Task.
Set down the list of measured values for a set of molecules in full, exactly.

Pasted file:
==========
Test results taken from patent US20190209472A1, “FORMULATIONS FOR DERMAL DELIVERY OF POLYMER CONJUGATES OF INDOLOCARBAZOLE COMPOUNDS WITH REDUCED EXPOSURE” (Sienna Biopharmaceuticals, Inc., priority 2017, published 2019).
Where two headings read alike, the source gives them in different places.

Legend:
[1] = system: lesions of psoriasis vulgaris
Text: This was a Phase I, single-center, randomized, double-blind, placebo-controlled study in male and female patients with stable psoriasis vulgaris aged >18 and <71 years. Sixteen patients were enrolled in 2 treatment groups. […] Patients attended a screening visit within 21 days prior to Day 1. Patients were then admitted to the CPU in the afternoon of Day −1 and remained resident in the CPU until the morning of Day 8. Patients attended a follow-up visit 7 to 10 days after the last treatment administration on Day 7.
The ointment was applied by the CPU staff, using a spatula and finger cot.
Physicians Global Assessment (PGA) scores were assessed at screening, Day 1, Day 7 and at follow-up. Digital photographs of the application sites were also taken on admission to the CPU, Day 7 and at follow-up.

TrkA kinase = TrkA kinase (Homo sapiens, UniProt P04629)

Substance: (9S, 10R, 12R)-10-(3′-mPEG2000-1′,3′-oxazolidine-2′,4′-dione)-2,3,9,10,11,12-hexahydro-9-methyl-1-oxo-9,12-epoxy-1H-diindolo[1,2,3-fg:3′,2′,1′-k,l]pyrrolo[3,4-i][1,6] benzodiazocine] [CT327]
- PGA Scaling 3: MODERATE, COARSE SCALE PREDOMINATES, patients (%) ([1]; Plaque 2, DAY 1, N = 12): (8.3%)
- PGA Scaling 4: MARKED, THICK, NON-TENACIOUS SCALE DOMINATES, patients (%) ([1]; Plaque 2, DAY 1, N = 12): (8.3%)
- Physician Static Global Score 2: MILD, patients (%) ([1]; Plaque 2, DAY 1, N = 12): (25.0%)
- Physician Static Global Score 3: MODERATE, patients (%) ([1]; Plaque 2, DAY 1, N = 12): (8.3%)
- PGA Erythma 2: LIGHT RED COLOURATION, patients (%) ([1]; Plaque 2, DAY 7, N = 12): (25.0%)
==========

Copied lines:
Test results taken from patent US20190209472A1, “FORMULATIONS FOR DERMAL DELIVERY OF POLYMER CONJUGATES OF INDOLOCARBAZOLE COMPOUNDS WITH REDUCED EXPOSURE” (Sienna Biopharmaceuticals, Inc., priority 2017, published 2019).
Where two headings read alike, the source gives them in different places.

Legend:
[1] = system: lesions of psoriasis vulgaris
Text: This was a Phase I, single-center, randomized, double-blind, placebo-controlled study in male and female patients with stable psoriasis vulgaris aged >18 and <71 years. Sixteen patients were enrolled in 2 treatment groups. […] Patients attended a screening visit within 21 days prior to Day 1. Patients were then admitted to the CPU in the afternoon of Day −1 and remained resident in the CPU until the morning of Day 8. Patients attended a follow-up visit 7 to 10 days after the last treatment administration on Day 7.
The ointment was applied by the CPU staff, using a spatula and finger cot.
Physicians Global Assessment (PGA) scores were assessed at screening, Day 1, Day 7 and at follow-up. Digital photographs of the application sites were also taken on admission to the CPU, Day 7 and at follow-up.

TrkA kinase = TrkA kinase (Homo sapiens, UniProt P04629)

Substance: (9S, 10R, 12R)-10-(3′-mPEG2000-1′,3′-oxazolidine-2′,4′-dione)-2,3,9,10,11,12-hexahydro-9-methyl-1-oxo-9,12-epoxy-1H-diindolo[1,2,3-fg:3′,2′,1′-k,l]pyrrolo[3,4-i][1,6] benzodiazocine] [CT327]
- PGA Scaling 3: MODERATE, COARSE SCALE PREDOMINATES, patients (%) ([1]; Plaque 2, DAY 1, N = 12): (8.3%)
- PGA Scaling 4: MARKED, THICK, NON-TENACIOUS SCALE DOMINATES, patients (%) ([1]; Plaque 2, DAY 1, N = 12): (8.3%)
- Physician Static Global Score 2: MILD, patients (%) ([1]; Plaque 2, DAY 1, N = 12): (25.0%)
- Physician Static Global Score 3: MODERATE, patients (%) ([1]; Plaque 2, DAY 1, N = 12): (8.3%)
- PGA Erythma 2: LIGHT RED COLOURATION, patients (%) ([1]; Plaque 2, DAY 7, N = 12): (25.0%)